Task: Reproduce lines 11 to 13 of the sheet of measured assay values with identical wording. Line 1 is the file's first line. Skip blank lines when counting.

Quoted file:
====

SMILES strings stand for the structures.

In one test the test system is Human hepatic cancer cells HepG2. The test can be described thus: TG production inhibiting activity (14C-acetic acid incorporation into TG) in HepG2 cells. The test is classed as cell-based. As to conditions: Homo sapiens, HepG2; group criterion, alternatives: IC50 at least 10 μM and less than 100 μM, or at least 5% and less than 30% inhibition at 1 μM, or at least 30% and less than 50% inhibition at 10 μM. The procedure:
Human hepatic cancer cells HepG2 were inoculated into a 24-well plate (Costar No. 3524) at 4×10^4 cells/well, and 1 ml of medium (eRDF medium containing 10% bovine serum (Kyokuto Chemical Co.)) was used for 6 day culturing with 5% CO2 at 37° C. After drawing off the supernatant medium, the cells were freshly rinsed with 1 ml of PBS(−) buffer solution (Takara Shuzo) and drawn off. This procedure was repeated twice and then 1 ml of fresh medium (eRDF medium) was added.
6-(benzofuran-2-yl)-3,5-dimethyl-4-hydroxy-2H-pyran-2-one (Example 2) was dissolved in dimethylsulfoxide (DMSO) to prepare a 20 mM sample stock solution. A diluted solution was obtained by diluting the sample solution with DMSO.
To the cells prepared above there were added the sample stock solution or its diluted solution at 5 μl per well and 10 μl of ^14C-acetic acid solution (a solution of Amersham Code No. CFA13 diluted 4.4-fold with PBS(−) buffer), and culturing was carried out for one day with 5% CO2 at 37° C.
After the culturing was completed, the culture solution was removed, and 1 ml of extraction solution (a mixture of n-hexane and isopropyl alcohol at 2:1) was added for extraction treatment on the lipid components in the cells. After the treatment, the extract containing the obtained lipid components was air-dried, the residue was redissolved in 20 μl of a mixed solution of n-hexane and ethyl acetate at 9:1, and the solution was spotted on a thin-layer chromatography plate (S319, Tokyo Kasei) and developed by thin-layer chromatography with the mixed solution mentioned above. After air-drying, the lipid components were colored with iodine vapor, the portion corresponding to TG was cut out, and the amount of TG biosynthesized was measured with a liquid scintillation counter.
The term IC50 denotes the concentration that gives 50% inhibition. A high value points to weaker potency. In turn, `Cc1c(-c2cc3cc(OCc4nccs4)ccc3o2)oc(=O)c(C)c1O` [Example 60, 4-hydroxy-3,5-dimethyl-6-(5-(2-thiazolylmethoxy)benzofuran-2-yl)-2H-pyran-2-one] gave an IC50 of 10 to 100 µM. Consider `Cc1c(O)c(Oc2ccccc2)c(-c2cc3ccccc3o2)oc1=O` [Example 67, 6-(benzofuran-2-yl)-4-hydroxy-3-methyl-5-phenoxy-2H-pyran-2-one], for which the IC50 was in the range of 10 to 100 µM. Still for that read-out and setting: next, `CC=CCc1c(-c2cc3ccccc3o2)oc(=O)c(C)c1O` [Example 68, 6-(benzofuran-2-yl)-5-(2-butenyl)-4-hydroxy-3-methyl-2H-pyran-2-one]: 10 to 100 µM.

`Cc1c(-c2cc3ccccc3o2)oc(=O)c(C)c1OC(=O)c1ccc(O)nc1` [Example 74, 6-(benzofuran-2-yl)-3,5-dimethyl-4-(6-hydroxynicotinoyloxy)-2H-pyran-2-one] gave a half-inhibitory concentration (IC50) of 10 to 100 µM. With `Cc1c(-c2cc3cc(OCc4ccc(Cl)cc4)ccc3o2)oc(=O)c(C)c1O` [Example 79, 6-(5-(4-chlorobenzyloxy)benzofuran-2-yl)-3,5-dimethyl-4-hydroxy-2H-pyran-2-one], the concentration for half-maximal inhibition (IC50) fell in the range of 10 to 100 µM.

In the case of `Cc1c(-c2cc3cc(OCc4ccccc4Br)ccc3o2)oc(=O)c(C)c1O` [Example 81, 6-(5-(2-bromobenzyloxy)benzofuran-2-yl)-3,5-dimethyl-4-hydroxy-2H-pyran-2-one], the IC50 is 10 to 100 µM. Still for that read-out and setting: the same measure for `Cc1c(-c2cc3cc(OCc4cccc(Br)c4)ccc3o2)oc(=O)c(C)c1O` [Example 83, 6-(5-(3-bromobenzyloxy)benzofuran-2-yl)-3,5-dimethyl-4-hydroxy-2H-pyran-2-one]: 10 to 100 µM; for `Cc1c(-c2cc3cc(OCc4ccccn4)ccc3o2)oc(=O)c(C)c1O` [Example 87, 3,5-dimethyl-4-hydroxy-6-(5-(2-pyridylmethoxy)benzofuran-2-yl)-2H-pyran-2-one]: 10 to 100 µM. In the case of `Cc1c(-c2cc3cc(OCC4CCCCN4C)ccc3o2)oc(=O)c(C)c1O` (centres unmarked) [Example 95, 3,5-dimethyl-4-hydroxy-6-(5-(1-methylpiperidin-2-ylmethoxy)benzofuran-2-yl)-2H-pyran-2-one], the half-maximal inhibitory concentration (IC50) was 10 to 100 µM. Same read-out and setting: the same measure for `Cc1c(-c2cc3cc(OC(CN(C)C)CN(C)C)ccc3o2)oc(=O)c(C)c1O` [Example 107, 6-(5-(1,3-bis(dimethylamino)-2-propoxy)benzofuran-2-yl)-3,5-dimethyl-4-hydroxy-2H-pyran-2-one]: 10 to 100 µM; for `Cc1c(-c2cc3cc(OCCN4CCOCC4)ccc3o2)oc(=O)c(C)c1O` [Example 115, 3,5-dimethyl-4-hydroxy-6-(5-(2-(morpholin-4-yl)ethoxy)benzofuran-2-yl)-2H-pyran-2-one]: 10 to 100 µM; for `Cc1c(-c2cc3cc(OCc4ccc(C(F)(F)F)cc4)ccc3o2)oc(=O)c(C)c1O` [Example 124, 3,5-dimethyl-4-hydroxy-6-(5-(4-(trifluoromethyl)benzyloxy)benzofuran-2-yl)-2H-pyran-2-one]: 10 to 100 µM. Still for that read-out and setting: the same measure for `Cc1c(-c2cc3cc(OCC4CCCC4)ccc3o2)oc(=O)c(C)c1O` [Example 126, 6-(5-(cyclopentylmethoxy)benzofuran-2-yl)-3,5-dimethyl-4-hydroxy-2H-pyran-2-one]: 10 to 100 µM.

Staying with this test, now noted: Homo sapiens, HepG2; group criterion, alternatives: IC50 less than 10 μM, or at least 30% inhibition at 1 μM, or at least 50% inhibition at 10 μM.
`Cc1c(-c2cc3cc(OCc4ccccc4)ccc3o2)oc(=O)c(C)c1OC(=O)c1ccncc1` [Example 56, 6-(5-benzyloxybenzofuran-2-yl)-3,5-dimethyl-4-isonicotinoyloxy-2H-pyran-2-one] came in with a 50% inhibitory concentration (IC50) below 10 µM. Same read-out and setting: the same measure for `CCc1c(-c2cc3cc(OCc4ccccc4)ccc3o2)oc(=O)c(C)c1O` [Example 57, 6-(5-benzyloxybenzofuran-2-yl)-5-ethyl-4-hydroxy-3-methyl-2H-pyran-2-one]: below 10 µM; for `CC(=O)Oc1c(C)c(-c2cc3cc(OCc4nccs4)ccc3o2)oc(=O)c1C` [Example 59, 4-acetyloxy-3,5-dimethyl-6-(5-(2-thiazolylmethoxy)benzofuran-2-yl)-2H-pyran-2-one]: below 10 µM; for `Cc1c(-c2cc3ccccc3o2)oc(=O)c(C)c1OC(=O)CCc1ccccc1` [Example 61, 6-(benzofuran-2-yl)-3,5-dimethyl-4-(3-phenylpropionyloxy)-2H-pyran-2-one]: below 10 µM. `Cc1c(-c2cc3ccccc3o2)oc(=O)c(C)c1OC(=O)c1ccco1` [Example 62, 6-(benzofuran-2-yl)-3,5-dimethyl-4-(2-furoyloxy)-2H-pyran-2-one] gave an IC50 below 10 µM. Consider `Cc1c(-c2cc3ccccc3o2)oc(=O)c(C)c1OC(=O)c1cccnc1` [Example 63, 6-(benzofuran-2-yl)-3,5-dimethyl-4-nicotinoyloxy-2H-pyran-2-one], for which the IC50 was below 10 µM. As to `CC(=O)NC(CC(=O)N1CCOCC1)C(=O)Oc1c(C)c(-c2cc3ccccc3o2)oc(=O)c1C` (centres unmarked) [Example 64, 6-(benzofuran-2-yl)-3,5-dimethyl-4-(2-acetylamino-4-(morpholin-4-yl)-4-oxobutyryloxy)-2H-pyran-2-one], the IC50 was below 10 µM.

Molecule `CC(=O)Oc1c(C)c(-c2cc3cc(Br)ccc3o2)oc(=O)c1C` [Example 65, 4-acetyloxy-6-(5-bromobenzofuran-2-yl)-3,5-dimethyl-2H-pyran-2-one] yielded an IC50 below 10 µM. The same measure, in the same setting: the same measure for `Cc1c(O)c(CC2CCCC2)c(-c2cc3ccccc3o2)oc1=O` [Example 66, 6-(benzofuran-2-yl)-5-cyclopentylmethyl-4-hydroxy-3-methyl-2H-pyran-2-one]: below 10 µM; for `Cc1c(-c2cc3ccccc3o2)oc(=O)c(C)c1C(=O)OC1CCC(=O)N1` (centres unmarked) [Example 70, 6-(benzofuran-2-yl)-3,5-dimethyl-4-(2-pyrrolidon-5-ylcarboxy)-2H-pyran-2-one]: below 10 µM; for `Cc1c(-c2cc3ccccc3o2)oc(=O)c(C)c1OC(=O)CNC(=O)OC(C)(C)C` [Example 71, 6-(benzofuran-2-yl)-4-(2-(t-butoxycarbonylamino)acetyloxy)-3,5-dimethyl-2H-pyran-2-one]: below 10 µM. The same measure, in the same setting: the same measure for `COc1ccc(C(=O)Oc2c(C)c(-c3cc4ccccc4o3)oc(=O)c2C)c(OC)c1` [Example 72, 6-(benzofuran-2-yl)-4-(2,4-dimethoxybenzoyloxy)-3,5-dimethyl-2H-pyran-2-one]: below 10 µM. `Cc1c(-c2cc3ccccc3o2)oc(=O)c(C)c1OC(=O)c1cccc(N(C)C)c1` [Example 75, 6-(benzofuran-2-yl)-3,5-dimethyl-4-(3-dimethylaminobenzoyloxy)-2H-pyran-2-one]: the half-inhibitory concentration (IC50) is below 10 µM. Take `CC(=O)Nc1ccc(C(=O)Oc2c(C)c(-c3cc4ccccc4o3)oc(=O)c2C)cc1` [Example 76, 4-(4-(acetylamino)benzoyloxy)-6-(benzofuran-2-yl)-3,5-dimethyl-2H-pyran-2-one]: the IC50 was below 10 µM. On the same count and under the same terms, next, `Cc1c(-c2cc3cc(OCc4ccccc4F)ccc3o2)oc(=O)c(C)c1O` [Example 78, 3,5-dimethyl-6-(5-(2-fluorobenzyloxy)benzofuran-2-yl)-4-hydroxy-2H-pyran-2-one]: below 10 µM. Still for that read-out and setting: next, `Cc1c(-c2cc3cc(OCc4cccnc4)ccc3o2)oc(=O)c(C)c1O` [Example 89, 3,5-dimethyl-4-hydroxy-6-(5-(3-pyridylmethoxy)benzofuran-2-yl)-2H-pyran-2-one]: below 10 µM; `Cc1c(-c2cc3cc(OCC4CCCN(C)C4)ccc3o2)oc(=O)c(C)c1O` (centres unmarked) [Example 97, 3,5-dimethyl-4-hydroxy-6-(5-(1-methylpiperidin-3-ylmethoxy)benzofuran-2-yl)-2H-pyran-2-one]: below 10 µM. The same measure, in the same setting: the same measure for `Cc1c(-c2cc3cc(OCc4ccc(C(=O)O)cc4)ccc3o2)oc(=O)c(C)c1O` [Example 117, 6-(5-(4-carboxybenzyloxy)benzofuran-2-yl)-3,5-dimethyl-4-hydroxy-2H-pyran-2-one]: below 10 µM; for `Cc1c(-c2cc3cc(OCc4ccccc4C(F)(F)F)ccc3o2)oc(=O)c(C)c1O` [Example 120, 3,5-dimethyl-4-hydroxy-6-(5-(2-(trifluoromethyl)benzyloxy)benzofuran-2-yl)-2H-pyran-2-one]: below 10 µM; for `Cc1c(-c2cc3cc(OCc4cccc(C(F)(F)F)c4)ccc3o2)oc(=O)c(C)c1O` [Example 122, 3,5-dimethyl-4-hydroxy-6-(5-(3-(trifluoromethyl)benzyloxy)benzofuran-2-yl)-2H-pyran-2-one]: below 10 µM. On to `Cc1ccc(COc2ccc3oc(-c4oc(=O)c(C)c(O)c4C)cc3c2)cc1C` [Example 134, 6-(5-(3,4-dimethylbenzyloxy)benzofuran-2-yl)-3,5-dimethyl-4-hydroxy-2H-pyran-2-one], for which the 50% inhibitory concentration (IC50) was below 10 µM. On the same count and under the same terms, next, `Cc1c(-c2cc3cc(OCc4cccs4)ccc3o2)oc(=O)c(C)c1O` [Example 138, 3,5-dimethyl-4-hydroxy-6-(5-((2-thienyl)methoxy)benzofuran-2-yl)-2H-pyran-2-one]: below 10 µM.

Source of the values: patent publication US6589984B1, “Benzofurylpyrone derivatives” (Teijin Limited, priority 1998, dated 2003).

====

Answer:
`Cc1c(-c2cc3cc(OCc4ccccc4)ccc3o2)oc(=O)c(C)c1OC(=O)c1ccncc1` [Example 56, 6-(5-benzyloxybenzofuran-2-yl)-3,5-dimethyl-4-isonicotinoyloxy-2H-pyran-2-one] came in with a 50% inhibitory concentration (IC50) below 10 µM. Same read-out and setting: the same measure for `CCc1c(-c2cc3cc(OCc4ccccc4)ccc3o2)oc(=O)c(C)c1O` [Example 57, 6-(5-benzyloxybenzofuran-2-yl)-5-ethyl-4-hydroxy-3-methyl-2H-pyran-2-one]: below 10 µM; for `CC(=O)Oc1c(C)c(-c2cc3cc(OCc4nccs4)ccc3o2)oc(=O)c1C` [Example 59, 4-acetyloxy-3,5-dimethyl-6-(5-(2-thiazolylmethoxy)benzofuran-2-yl)-2H-pyran-2-one]: below 10 µM; for `Cc1c(-c2cc3ccccc3o2)oc(=O)c(C)c1OC(=O)CCc1ccccc1` [Example 61, 6-(benzofuran-2-yl)-3,5-dimethyl-4-(3-phenylpropionyloxy)-2H-pyran-2-one]: below 10 µM. `Cc1c(-c2cc3ccccc3o2)oc(=O)c(C)c1OC(=O)c1ccco1` [Example 62, 6-(benzofuran-2-yl)-3,5-dimethyl-4-(2-furoyloxy)-2H-pyran-2-one] gave an IC50 below 10 µM. Consider `Cc1c(-c2cc3ccccc3o2)oc(=O)c(C)c1OC(=O)c1cccnc1` [Example 63, 6-(benzofuran-2-yl)-3,5-dimethyl-4-nicotinoyloxy-2H-pyran-2-one], for which the IC50 was below 10 µM. As to `CC(=O)NC(CC(=O)N1CCOCC1)C(=O)Oc1c(C)c(-c2cc3ccccc3o2)oc(=O)c1C` (centres unmarked) [Example 64, 6-(benzofuran-2-yl)-3,5-dimethyl-4-(2-acetylamino-4-(morpholin-4-yl)-4-oxobutyryloxy)-2H-pyran-2-one], the IC50 was below 10 µM.

Molecule `CC(=O)Oc1c(C)c(-c2cc3cc(Br)ccc3o2)oc(=O)c1C` [Example 65, 4-acetyloxy-6-(5-bromobenzofuran-2-yl)-3,5-dimethyl-2H-pyran-2-one] yielded an IC50 below 10 µM. The same measure, in the same setting: the same measure for `Cc1c(O)c(CC2CCCC2)c(-c2cc3ccccc3o2)oc1=O` [Example 66, 6-(benzofuran-2-yl)-5-cyclopentylmethyl-4-hydroxy-3-methyl-2H-pyran-2-one]: below 10 µM; for `Cc1c(-c2cc3ccccc3o2)oc(=O)c(C)c1C(=O)OC1CCC(=O)N1` (centres unmarked) [Example 70, 6-(benzofuran-2-yl)-3,5-dimethyl-4-(2-pyrrolidon-5-ylcarboxy)-2H-pyran-2-one]: below 10 µM; for `Cc1c(-c2cc3ccccc3o2)oc(=O)c(C)c1OC(=O)CNC(=O)OC(C)(C)C` [Example 71, 6-(benzofuran-2-yl)-4-(2-(t-butoxycarbonylamino)acetyloxy)-3,5-dimethyl-2H-pyran-2-one]: below 10 µM. The same measure, in the same setting: the same measure for `COc1ccc(C(=O)Oc2c(C)c(-c3cc4ccccc4o3)oc(=O)c2C)c(OC)c1` [Example 72, 6-(benzofuran-2-yl)-4-(2,4-dimethoxybenzoyloxy)-3,5-dimethyl-2H-pyran-2-one]: below 10 µM. `Cc1c(-c2cc3ccccc3o2)oc(=O)c(C)c1OC(=O)c1cccc(N(C)C)c1` [Example 75, 6-(benzofuran-2-yl)-3,5-dimethyl-4-(3-dimethylaminobenzoyloxy)-2H-pyran-2-one]: the half-inhibitory concentration (IC50) is below 10 µM. Take `CC(=O)Nc1ccc(C(=O)Oc2c(C)c(-c3cc4ccccc4o3)oc(=O)c2C)cc1` [Example 76, 4-(4-(acetylamino)benzoyloxy)-6-(benzofuran-2-yl)-3,5-dimethyl-2H-pyran-2-one]: the IC50 was below 10 µM. On the same count and under the same terms, next, `Cc1c(-c2cc3cc(OCc4ccccc4F)ccc3o2)oc(=O)c(C)c1O` [Example 78, 3,5-dimethyl-6-(5-(2-fluorobenzyloxy)benzofuran-2-yl)-4-hydroxy-2H-pyran-2-one]: below 10 µM. Still for that read-out and setting: next, `Cc1c(-c2cc3cc(OCc4cccnc4)ccc3o2)oc(=O)c(C)c1O` [Example 89, 3,5-dimethyl-4-hydroxy-6-(5-(3-pyridylmethoxy)benzofuran-2-yl)-2H-pyran-2-one]: below 10 µM; `Cc1c(-c2cc3cc(OCC4CCCN(C)C4)ccc3o2)oc(=O)c(C)c1O` (centres unmarked) [Example 97, 3,5-dimethyl-4-hydroxy-6-(5-(1-methylpiperidin-3-ylmethoxy)benzofuran-2-yl)-2H-pyran-2-one]: below 10 µM. The same measure, in the same setting: the same measure for `Cc1c(-c2cc3cc(OCc4ccc(C(=O)O)cc4)ccc3o2)oc(=O)c(C)c1O` [Example 117, 6-(5-(4-carboxybenzyloxy)benzofuran-2-yl)-3,5-dimethyl-4-hydroxy-2H-pyran-2-one]: below 10 µM; for `Cc1c(-c2cc3cc(OCc4ccccc4C(F)(F)F)ccc3o2)oc(=O)c(C)c1O` [Example 120, 3,5-dimethyl-4-hydroxy-6-(5-(2-(trifluoromethyl)benzyloxy)benzofuran-2-yl)-2H-pyran-2-one]: below 10 µM; for `Cc1c(-c2cc3cc(OCc4cccc(C(F)(F)F)c4)ccc3o2)oc(=O)c(C)c1O` [Example 122, 3,5-dimethyl-4-hydroxy-6-(5-(3-(trifluoromethyl)benzyloxy)benzofuran-2-yl)-2H-pyran-2-one]: below 10 µM. On to `Cc1ccc(COc2ccc3oc(-c4oc(=O)c(C)c(O)c4C)cc3c2)cc1C` [Example 134, 6-(5-(3,4-dimethylbenzyloxy)benzofuran-2-yl)-3,5-dimethyl-4-hydroxy-2H-pyran-2-one], for which the 50% inhibitory concentration (IC50) was below 10 µM. On the same count and under the same terms, next, `Cc1c(-c2cc3cc(OCc4cccs4)ccc3o2)oc(=O)c(C)c1O` [Example 138, 3,5-dimethyl-4-hydroxy-6-(5-((2-thienyl)methoxy)benzofuran-2-yl)-2H-pyran-2-one]: below 10 µM.

Source of the values: patent publication US6589984B1, “Benzofurylpyrone derivatives” (Teijin Limited, priority 1998, dated 2003).